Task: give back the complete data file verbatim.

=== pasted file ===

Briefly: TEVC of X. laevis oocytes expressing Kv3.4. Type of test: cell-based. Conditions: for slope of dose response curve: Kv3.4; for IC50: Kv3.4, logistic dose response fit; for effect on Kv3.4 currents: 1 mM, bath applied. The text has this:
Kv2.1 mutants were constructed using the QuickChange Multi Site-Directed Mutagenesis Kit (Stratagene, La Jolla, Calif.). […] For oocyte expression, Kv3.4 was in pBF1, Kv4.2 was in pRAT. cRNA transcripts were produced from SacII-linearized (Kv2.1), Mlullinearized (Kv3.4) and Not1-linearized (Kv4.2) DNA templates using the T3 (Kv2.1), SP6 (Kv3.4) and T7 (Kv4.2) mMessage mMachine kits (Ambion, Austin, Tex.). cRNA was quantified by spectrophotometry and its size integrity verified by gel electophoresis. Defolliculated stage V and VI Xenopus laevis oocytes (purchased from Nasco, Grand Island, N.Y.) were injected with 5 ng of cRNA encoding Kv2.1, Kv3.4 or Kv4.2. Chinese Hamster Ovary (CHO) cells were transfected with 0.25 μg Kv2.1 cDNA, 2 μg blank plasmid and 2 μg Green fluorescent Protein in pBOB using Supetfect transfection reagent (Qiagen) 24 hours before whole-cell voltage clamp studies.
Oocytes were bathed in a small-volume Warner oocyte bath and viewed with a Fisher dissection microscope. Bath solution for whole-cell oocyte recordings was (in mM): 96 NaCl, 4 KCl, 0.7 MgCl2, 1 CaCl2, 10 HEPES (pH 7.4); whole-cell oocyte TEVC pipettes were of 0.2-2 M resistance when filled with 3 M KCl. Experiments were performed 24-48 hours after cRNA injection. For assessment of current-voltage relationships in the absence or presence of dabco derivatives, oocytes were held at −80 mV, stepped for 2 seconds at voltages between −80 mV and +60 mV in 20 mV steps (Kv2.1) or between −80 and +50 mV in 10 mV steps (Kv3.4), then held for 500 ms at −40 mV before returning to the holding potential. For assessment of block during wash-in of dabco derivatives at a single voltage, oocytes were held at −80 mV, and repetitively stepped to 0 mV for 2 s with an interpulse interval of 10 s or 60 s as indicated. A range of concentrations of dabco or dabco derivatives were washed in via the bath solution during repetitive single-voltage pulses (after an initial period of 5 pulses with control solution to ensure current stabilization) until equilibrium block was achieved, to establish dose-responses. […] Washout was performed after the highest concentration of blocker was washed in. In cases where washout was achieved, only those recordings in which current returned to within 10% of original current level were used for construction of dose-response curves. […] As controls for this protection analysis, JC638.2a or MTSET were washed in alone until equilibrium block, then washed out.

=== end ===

Briefly: TEVC of X. laevis oocytes expressing Kv3.4. Type of test: cell-based. Conditions: for slope of dose response curve: Kv3.4; for IC50: Kv3.4, logistic dose response fit; for effect on Kv3.4 currents: 1 mM, bath applied. The text has this:
Kv2.1 mutants were constructed using the QuickChange Multi Site-Directed Mutagenesis Kit (Stratagene, La Jolla, Calif.). […] For oocyte expression, Kv3.4 was in pBF1, Kv4.2 was in pRAT. cRNA transcripts were produced from SacII-linearized (Kv2.1), Mlullinearized (Kv3.4) and Not1-linearized (Kv4.2) DNA templates using the T3 (Kv2.1), SP6 (Kv3.4) and T7 (Kv4.2) mMessage mMachine kits (Ambion, Austin, Tex.). cRNA was quantified by spectrophotometry and its size integrity verified by gel electophoresis. Defolliculated stage V and VI Xenopus laevis oocytes (purchased from Nasco, Grand Island, N.Y.) were injected with 5 ng of cRNA encoding Kv2.1, Kv3.4 or Kv4.2. Chinese Hamster Ovary (CHO) cells were transfected with 0.25 μg Kv2.1 cDNA, 2 μg blank plasmid and 2 μg Green fluorescent Protein in pBOB using Supetfect transfection reagent (Qiagen) 24 hours before whole-cell voltage clamp studies.
Oocytes were bathed in a small-volume Warner oocyte bath and viewed with a Fisher dissection microscope. Bath solution for whole-cell oocyte recordings was (in mM): 96 NaCl, 4 KCl, 0.7 MgCl2, 1 CaCl2, 10 HEPES (pH 7.4); whole-cell oocyte TEVC pipettes were of 0.2-2 M resistance when filled with 3 M KCl. Experiments were performed 24-48 hours after cRNA injection. For assessment of current-voltage relationships in the absence or presence of dabco derivatives, oocytes were held at −80 mV, stepped for 2 seconds at voltages between −80 mV and +60 mV in 20 mV steps (Kv2.1) or between −80 and +50 mV in 10 mV steps (Kv3.4), then held for 500 ms at −40 mV before returning to the holding potential. For assessment of block during wash-in of dabco derivatives at a single voltage, oocytes were held at −80 mV, and repetitively stepped to 0 mV for 2 s with an interpulse interval of 10 s or 60 s as indicated. A range of concentrations of dabco or dabco derivatives were washed in via the bath solution during repetitive single-voltage pulses (after an initial period of 5 pulses with control solution to ensure current stabilization) until equilibrium block was achieved, to establish dose-responses. […] Washout was performed after the highest concentration of blocker was washed in. In cases where washout was achieved, only those recordings in which current returned to within 10% of original current level were used for construction of dose-response curves. […] As controls for this protection analysis, JC638.2a or MTSET were washed in alone until equilibrium block, then washed out.